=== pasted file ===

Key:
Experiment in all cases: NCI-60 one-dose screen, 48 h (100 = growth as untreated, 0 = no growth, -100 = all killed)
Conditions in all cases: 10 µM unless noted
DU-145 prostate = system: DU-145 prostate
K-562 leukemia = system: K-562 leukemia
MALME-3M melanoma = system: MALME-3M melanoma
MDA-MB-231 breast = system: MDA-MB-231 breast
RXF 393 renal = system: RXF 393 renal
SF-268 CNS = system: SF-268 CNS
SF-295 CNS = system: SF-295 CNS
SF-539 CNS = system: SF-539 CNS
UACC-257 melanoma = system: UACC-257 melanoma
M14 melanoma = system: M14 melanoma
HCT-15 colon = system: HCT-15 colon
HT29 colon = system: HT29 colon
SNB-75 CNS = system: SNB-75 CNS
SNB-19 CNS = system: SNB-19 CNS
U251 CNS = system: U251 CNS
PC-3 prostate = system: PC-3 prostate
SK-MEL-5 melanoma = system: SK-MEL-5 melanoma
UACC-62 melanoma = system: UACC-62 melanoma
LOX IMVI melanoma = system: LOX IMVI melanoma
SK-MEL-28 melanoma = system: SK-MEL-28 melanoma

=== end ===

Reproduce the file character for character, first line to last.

Key:
Experiment in all cases: NCI-60 one-dose screen, 48 h (100 = growth as untreated, 0 = no growth, -100 = all killed)
Conditions in all cases: 10 µM unless noted
DU-145 prostate = system: DU-145 prostate
K-562 leukemia = system: K-562 leukemia
MALME-3M melanoma = system: MALME-3M melanoma
MDA-MB-231 breast = system: MDA-MB-231 breast
RXF 393 renal = system: RXF 393 renal
SF-268 CNS = system: SF-268 CNS
SF-295 CNS = system: SF-295 CNS
SF-539 CNS = system: SF-539 CNS
UACC-257 melanoma = system: UACC-257 melanoma
M14 melanoma = system: M14 melanoma
HCT-15 colon = system: HCT-15 colon
HT29 colon = system: HT29 colon
SNB-75 CNS = system: SNB-75 CNS
SNB-19 CNS = system: SNB-19 CNS
U251 CNS = system: U251 CNS
PC-3 prostate = system: PC-3 prostate
SK-MEL-5 melanoma = system: SK-MEL-5 melanoma
UACC-62 melanoma = system: UACC-62 melanoma
LOX IMVI melanoma = system: LOX IMVI melanoma
SK-MEL-28 melanoma = system: SK-MEL-28 melanoma